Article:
Today's attraction is Yesterday's World
The interactive displays at the major new £4m tourist attraction at Yarmouth should bring a warm glow of nostalgia for a simpler age.
A station announcer apologised that the steam train was late - blaming leaves on the line. Some things, it seems, never change.
All the other interactive displays at the major new £4m tourist attraction at Yarmouth, however, should bring a warm glow of nostalgia for a simpler age.
An interactive museum called Yesterday's World, which aims to pull in more than 150,000 visitors a year, has been built on Marine Parade by a holiday-park millionaire from Hastings with a love of the past.
An original Victorian carousel forms the centre piece of the attraction, which has taken a year to build. Today the finishing touches were being put to exhibits in readiness for the grand opening.
You may also want to watch:
Peter Bull, who owns 24 holiday parks across the UK, was on the look-out for a new site to expand his other Yesterday's World based at Battle, near Hastings, which shows his collection of historical curios and memorabilia dating from the late Victorian period up to the 1950s.
He saw the current building at Yarmouth when on holiday there and decided that the area was ideal for something gentler to compliment the arcades and roller-coasters.
- 1 Missing man found by off-duty police officer
- 2 £5m roadworks on A47 cause delays - and months more to come
- 3 Man jailed for 24 years for raping and sexually assaulting two girls
- 4 Three Norfolk hotels named among the best for romance in the UK
- 6 Man charged after cannabis factory and 300 plants found above pizza takeaway
- 7 Norfolk campsite voted third best in UK
- 8 Road cleared after three-vehicle collision on A47
- 9 Early hours arrests as part of 'ongoing police investigation'
- 10 Pub boss struggling to recruit ahead of lockdown lifting
“This is for the whole family, from nine to 90-year-olds,” he said. “It is nice for people to take a trip down memory lane and say I remember that and for kids to learn about where they come from. I love nostalgia and I think a lot of other people like to see it too.”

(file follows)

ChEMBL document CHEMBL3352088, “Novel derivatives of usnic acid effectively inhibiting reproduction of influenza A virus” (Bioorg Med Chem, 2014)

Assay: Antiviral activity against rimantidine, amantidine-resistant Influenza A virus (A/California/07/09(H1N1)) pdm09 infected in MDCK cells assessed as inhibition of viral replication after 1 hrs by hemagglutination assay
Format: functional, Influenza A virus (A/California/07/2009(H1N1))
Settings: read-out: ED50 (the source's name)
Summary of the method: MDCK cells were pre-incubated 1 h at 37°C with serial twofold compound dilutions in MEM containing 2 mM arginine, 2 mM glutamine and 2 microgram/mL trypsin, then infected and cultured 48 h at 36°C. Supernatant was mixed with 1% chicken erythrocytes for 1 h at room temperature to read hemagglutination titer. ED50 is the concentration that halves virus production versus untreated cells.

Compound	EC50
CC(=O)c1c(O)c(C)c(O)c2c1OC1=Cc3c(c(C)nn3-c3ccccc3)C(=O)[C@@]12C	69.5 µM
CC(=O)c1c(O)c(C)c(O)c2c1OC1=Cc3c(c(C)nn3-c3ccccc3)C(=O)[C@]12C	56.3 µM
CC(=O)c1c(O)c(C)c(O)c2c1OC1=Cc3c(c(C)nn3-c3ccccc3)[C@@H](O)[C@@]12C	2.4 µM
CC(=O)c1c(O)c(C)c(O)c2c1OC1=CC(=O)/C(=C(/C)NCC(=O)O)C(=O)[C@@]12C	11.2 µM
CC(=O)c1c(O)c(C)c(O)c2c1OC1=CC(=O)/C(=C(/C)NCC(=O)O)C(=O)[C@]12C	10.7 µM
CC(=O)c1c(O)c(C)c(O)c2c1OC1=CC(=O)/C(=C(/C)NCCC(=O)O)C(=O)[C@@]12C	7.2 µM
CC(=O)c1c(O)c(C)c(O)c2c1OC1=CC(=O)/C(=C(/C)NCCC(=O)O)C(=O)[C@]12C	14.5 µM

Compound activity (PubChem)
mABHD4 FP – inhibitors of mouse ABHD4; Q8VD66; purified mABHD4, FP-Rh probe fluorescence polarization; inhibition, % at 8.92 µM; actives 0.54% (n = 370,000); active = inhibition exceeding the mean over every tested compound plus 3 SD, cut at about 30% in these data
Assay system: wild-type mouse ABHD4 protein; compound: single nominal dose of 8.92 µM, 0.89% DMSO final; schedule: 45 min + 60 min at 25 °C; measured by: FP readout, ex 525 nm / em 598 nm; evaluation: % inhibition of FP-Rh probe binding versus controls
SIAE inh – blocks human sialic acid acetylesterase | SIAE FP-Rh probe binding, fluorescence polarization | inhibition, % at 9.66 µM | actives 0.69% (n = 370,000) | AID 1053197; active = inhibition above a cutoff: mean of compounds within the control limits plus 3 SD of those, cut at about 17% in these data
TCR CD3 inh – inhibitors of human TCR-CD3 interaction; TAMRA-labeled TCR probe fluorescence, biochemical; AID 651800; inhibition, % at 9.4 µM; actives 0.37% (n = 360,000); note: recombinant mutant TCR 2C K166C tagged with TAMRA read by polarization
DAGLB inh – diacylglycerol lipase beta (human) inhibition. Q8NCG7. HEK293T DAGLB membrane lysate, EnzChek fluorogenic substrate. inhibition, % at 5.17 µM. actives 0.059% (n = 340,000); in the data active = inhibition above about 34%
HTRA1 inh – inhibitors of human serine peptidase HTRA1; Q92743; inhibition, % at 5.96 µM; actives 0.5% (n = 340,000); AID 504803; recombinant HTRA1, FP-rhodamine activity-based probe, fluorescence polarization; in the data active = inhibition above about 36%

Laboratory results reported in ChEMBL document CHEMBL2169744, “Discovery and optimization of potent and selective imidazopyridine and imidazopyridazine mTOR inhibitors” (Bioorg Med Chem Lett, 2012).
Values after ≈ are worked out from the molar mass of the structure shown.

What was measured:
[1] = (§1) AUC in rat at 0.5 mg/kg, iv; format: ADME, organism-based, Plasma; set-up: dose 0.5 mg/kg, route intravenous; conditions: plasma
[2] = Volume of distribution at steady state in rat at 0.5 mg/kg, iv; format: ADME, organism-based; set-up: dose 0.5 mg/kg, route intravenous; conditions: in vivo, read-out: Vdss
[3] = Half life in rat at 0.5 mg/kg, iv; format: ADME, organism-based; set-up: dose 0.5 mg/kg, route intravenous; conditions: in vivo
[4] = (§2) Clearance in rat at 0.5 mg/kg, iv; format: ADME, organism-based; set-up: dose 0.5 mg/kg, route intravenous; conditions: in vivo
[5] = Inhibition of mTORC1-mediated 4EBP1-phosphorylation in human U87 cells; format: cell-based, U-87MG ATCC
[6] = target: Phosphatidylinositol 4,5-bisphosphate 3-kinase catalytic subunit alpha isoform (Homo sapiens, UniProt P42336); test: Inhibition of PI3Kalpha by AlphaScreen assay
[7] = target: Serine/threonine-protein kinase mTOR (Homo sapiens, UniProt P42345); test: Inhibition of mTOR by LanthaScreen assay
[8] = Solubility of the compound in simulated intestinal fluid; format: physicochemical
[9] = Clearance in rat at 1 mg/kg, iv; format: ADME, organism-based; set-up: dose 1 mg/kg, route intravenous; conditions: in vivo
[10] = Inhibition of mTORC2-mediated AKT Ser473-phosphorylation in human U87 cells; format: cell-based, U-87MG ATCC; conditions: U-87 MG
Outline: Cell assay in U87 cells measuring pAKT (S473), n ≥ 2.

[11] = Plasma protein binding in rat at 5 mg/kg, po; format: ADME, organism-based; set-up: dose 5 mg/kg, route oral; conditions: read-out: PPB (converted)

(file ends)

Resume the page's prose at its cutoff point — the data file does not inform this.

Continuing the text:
He added: “I started the collection when I was small and just kept on going. It is a mix of things. Normally a lot of this stuff would just be lost. People throw it away which is why it's getting rarer and rarer.”
Replica shops, including a cobbler, toffee shop, and toy shop, house original historic items brought from all over the world. There is also the preserved interior of a Victorian chemist, and creepy displays with waxwork models, some originally from Madame Tussauds, showing scenes from famous books from the period like Frankenstein and H.G.Wells' Time Machine.
“Some is donated, other pieces are bought from other collections,” explained Mr Bull, noting that he purchased an elaborate Victorian toy carousel from eBay for £3000.
Mr Bull hopes the attraction will also serve an education purpose as the interactive displays fit in with key stage 1 and 2 of the national curriculum. A computer-animated Queen Victoria teaches pupils about the period.
“Most children find museums sterile. We are trying to teach kids in the modern way. It is an interactive lesson in where we come from,” said Mr Bull.
t Yesterday's World opens on Friday. Tickets are £9 for adults, £7 for children, under 4s free, family ticket (2 adults and 2 children) £28 with £3.50 per extra child.